Calling a Chav a Chav

Yesterday, I emerged from my house into a sleepy, sultry and somewhat grey July morning, and discovered that my town centre had been turned into a rubbish tip.

I live a stone’s throw away from a pub, so I’m not unused to tomfoolery emerging late at night; the previous evening, I had heard the usual cacophony of swearing at top volume and standard issue arguments between boyfriend and girlfriend. Sometimes the chatter is amusing: once, a group of teenagers dared each other to pose naked in front of the police CCTV cameras.

However, the spectacle of my town’s streets choked with trash indicated that something more sinister than a torrent of f-bombs had crashed into the neighbourhood. It seems that the vandals had torn open the rubbish bags put out by the local shops and liberally spread out the contents. As I made my way to the train station, I had to step over garbage as wide ranging as torn up shoe boxes to rotten food. Other remnants of the previous night’s mischief included a sign that had been stolen from a pub and placed in front of a shoe repair shop.

Fortunately, the clean up crews were already out in force, sweeping and tidying. I sympathised with them: they were much more perturbed by the insane mess than I was. Furthermore, there was a weariness in their look as they tended to their work, which indicated they had been at it for some time before I had happened along.

I found out from a colleague that a similar incident had occured last week in another nearby town: we theorised it was probably the same youths, given the same mindless destruction, and the same extensive tidy up operation required.

George Orwell sprung to mind. He once said that we had the right to do as we please. In the next breath, however, he said that peaceful people needed to be protected. He was right on both counts.

In another development, it appears that the Fabian Society would rather linger in rarefied heights than think about civil peace. Tom Hampson, one of their spokesmen, said that progressive people should not use the word “chav”, deeming it “way above the level of acceptability”. His justification of this policy was that the “chavs” have no means to defend themselves.

I wish Mr. Hampson could live next to a pub for a while. My local, which generates so much mischief, is a part of the Wetherspoons chain, a group famous for being able to provide cheap beer because it is close to its expiry date. It is where many “chavs” go to imbibe, and plunge into the pleasure of oblivion. Alcohol kills inhibitions; most of the time, we find what was inhibited was the need to swear and yell. As this week’s example shows, it can also liberate a desire to destroy.

There are other features to this segment of society besides beer and mayhem; these are the people that read the tabloids, prefer celebrity to intellect, and have little or no consciousness of environmental or health issues. In short, it is most uncultured and suicidal part of Britain.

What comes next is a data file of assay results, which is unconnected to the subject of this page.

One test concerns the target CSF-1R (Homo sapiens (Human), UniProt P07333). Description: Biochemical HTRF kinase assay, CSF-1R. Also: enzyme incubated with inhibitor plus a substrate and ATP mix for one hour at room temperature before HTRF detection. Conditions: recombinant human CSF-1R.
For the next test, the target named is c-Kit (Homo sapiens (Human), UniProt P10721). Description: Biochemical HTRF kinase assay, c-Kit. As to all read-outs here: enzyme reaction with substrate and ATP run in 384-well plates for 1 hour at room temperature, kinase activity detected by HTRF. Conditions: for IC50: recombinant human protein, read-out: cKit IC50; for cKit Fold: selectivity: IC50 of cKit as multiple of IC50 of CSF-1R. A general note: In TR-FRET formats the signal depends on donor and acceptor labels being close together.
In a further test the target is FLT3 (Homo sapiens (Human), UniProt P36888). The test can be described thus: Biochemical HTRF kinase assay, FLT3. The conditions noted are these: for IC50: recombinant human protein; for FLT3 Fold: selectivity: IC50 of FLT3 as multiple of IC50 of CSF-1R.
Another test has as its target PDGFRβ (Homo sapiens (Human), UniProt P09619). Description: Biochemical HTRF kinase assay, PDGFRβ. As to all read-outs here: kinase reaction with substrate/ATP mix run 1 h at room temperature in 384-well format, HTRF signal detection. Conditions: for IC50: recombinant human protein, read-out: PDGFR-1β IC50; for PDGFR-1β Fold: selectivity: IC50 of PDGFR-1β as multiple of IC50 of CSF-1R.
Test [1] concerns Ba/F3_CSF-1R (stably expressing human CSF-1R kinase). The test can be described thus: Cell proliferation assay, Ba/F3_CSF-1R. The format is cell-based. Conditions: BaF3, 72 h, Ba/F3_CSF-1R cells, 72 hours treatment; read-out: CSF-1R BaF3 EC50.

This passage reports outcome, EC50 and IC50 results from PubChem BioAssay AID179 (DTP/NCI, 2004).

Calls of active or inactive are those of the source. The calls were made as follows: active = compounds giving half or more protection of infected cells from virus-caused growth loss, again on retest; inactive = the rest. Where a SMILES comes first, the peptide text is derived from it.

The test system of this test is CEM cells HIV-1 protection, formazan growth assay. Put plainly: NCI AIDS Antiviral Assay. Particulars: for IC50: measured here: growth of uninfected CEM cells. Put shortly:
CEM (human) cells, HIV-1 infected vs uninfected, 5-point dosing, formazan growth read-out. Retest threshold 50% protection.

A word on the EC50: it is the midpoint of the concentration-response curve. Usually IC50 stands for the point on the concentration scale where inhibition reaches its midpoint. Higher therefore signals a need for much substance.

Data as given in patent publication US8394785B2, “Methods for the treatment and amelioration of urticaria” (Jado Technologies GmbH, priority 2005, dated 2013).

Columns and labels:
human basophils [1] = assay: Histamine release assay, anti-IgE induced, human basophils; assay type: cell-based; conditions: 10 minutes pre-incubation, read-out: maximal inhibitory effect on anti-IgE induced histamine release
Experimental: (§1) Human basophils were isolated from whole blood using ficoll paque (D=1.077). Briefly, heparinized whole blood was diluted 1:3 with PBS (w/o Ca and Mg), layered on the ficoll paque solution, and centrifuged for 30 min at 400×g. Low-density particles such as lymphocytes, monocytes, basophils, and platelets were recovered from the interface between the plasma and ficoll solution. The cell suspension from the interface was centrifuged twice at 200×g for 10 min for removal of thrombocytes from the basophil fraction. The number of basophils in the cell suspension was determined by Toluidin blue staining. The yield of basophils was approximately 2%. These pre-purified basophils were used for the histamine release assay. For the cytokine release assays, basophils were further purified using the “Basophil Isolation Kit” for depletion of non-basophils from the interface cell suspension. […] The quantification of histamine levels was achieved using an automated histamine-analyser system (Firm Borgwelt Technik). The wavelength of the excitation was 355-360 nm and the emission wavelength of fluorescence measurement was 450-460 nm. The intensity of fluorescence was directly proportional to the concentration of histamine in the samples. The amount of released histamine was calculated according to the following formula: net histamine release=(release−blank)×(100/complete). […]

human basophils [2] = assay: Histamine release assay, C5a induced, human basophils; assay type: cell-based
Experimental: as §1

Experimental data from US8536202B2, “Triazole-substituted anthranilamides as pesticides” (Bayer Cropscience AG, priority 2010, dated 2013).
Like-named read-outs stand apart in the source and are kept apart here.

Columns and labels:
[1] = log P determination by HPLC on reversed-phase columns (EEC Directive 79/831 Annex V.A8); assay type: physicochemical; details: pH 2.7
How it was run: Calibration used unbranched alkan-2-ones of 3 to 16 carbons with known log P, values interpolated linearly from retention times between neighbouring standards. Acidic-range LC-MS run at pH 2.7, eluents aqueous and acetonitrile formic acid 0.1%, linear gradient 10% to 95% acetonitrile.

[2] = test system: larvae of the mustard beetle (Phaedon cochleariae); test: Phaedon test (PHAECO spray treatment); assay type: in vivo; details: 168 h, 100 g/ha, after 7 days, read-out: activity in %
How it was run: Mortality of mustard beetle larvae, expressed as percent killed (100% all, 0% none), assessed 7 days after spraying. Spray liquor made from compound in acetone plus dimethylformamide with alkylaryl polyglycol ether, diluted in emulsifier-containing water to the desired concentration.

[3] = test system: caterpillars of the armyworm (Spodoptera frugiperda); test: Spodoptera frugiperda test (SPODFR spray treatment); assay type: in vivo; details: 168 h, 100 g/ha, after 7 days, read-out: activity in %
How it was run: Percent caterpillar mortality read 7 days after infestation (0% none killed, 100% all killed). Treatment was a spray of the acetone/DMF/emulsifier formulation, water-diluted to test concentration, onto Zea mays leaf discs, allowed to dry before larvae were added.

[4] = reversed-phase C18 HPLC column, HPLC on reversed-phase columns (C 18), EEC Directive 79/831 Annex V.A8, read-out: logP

To be sure, education, or lack thereof, plays a huge role in all this. Somehow our schools did not open the door of knowledge. This may be more a cultural rather than public spending issue; it used to be, in particular during the Twenties and Thirties, that even the poorest Yorkshire miner had access to a lending library that was filled with great literature. These institutions were funded by unions; at the time, the ethos stated that self-improvement as well as political change was necessary to achieve lasting gains for the working class.

They were correct. However, it appears the “chavs” lack the impulse to apply self-criticism, and thus genuine improvement may have stalled. Certainly, economic policy plays a role in the increasing stratification of Britain, but there is an element to narrowing the gap that involves educational attainment and the desire to learn. Allowing this state of affairs to continue is an act of neglect; trying to suggest that progressivism exists to hide the absence of a self-improving instinct is to distort its meaning. On the contrary, progressivism should seek to encourage people to achieve better, and comment on the status quo as something undesirable.

Furthermore, we should not excuse behaviour when it doesn’t allow “peaceful people to live peacefully”; when progressives do try to excuse this behaviour, it switches off the wider public, who see their rights trampled upon in being told what they have to excuse and to tolerate. Progressivism in this scenario becomes a message of a narrow, removed elite, rather than something that can be applied to the every day. Fortunately, Mr. Hampson is apparently out of the mainstream on this: Barack Obama, a reliable barometer of the future, has already spoken about cultural issues and personal responsibility.

So we should call a chav a chav: the label does, as Mr. Hampson says, carry negative connotations. Who knows, perhaps being called a “chav” will be a mark of shame at some point in the future, rather like being a “disco enthusiast” is now, thirty years after Saturday Night Fever deluged the land with the Bee Gees and bell bottoms. At the very least, using the term “chav” should trigger some debate, and perhaps through debate, some idea of an answer.

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